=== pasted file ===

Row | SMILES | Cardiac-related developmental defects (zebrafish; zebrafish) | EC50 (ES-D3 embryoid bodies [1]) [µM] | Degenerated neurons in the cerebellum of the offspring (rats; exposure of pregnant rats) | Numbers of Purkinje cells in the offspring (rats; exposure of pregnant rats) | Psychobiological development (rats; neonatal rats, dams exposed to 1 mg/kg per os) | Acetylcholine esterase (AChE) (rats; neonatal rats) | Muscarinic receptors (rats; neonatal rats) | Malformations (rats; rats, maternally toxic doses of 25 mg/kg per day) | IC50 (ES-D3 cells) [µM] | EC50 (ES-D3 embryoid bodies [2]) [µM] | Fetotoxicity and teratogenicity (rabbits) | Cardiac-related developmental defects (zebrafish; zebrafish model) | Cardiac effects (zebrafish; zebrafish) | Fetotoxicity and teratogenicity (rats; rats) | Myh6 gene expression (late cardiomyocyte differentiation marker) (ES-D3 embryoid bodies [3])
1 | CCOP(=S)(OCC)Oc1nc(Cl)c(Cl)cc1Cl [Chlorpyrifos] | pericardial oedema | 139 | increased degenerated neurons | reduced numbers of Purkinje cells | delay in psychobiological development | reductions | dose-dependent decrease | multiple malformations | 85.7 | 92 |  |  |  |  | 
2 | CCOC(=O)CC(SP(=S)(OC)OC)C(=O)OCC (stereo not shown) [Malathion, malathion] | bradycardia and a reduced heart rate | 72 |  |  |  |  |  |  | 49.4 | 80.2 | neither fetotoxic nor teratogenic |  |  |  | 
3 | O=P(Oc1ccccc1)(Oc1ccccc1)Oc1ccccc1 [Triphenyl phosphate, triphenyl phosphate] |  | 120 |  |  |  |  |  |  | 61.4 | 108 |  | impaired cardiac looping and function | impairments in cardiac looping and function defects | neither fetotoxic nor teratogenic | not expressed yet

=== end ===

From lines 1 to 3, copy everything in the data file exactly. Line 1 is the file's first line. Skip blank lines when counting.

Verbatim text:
Row | SMILES | Cardiac-related developmental defects (zebrafish; zebrafish) | EC50 (ES-D3 embryoid bodies [1]) [µM] | Degenerated neurons in the cerebellum of the offspring (rats; exposure of pregnant rats) | Numbers of Purkinje cells in the offspring (rats; exposure of pregnant rats) | Psychobiological development (rats; neonatal rats, dams exposed to 1 mg/kg per os) | Acetylcholine esterase (AChE) (rats; neonatal rats) | Muscarinic receptors (rats; neonatal rats) | Malformations (rats; rats, maternally toxic doses of 25 mg/kg per day) | IC50 (ES-D3 cells) [µM] | EC50 (ES-D3 embryoid bodies [2]) [µM] | Fetotoxicity and teratogenicity (rabbits) | Cardiac-related developmental defects (zebrafish; zebrafish model) | Cardiac effects (zebrafish; zebrafish) | Fetotoxicity and teratogenicity (rats; rats) | Myh6 gene expression (late cardiomyocyte differentiation marker) (ES-D3 embryoid bodies [3])
1 | CCOP(=S)(OCC)Oc1nc(Cl)c(Cl)cc1Cl [Chlorpyrifos] | pericardial oedema | 139 | increased degenerated neurons | reduced numbers of Purkinje cells | delay in psychobiological development | reductions | dose-dependent decrease | multiple malformations | 85.7 | 92 |  |  |  |  | 
2 | CCOC(=O)CC(SP(=S)(OC)OC)C(=O)OCC (stereo not shown) [Malathion, malathion] | bradycardia and a reduced heart rate | 72 |  |  |  |  |  |  | 49.4 | 80.2 | neither fetotoxic nor teratogenic |  |  |  | 